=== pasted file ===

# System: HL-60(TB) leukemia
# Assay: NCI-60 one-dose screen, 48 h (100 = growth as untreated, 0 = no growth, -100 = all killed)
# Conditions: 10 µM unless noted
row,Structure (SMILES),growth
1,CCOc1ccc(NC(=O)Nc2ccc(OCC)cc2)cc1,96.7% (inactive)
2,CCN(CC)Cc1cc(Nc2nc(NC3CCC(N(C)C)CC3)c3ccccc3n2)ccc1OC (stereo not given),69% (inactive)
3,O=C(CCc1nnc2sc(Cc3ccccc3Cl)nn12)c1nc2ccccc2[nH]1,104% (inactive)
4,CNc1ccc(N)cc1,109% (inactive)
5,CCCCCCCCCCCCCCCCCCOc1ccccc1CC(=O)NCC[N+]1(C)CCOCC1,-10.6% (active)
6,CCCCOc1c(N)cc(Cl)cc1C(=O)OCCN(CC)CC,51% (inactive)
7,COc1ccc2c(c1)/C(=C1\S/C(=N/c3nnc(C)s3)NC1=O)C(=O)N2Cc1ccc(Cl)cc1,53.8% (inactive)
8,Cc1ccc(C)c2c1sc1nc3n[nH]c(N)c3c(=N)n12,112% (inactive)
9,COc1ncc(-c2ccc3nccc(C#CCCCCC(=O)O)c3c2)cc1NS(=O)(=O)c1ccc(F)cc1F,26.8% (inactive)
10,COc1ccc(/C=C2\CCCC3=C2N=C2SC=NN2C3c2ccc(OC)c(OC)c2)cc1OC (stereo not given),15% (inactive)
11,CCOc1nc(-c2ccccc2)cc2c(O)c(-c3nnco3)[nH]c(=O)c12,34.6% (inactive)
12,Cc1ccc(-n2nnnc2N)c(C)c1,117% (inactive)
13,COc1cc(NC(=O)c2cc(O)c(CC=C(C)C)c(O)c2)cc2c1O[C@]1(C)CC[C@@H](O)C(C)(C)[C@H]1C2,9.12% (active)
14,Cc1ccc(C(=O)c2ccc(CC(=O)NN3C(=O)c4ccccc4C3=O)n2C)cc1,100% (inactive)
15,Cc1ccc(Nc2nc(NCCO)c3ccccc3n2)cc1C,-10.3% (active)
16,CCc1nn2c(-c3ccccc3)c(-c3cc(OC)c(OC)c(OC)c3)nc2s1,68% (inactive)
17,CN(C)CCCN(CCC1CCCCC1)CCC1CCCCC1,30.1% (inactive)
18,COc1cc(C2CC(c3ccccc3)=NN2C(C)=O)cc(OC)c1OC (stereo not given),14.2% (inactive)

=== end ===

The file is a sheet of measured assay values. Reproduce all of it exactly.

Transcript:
# System: HL-60(TB) leukemia
# Assay: NCI-60 one-dose screen, 48 h (100 = growth as untreated, 0 = no growth, -100 = all killed)
# Conditions: 10 µM unless noted
row,Structure (SMILES),growth
1,CCOc1ccc(NC(=O)Nc2ccc(OCC)cc2)cc1,96.7% (inactive)
2,CCN(CC)Cc1cc(Nc2nc(NC3CCC(N(C)C)CC3)c3ccccc3n2)ccc1OC (stereo not given),69% (inactive)
3,O=C(CCc1nnc2sc(Cc3ccccc3Cl)nn12)c1nc2ccccc2[nH]1,104% (inactive)
4,CNc1ccc(N)cc1,109% (inactive)
5,CCCCCCCCCCCCCCCCCCOc1ccccc1CC(=O)NCC[N+]1(C)CCOCC1,-10.6% (active)
6,CCCCOc1c(N)cc(Cl)cc1C(=O)OCCN(CC)CC,51% (inactive)
7,COc1ccc2c(c1)/C(=C1\S/C(=N/c3nnc(C)s3)NC1=O)C(=O)N2Cc1ccc(Cl)cc1,53.8% (inactive)
8,Cc1ccc(C)c2c1sc1nc3n[nH]c(N)c3c(=N)n12,112% (inactive)
9,COc1ncc(-c2ccc3nccc(C#CCCCCC(=O)O)c3c2)cc1NS(=O)(=O)c1ccc(F)cc1F,26.8% (inactive)
10,COc1ccc(/C=C2\CCCC3=C2N=C2SC=NN2C3c2ccc(OC)c(OC)c2)cc1OC (stereo not given),15% (inactive)
11,CCOc1nc(-c2ccccc2)cc2c(O)c(-c3nnco3)[nH]c(=O)c12,34.6% (inactive)
12,Cc1ccc(-n2nnnc2N)c(C)c1,117% (inactive)
13,COc1cc(NC(=O)c2cc(O)c(CC=C(C)C)c(O)c2)cc2c1O[C@]1(C)CC[C@@H](O)C(C)(C)[C@H]1C2,9.12% (active)
14,Cc1ccc(C(=O)c2ccc(CC(=O)NN3C(=O)c4ccccc4C3=O)n2C)cc1,100% (inactive)
15,Cc1ccc(Nc2nc(NCCO)c3ccccc3n2)cc1C,-10.3% (active)
16,CCc1nn2c(-c3ccccc3)c(-c3cc(OC)c(OC)c(OC)c3)nc2s1,68% (inactive)
17,CN(C)CCCN(CCC1CCCCC1)CCC1CCCCC1,30.1% (inactive)
18,COc1cc(C2CC(c3ccccc3)=NN2C(C)=O)cc(OC)c1OC (stereo not given),14.2% (inactive)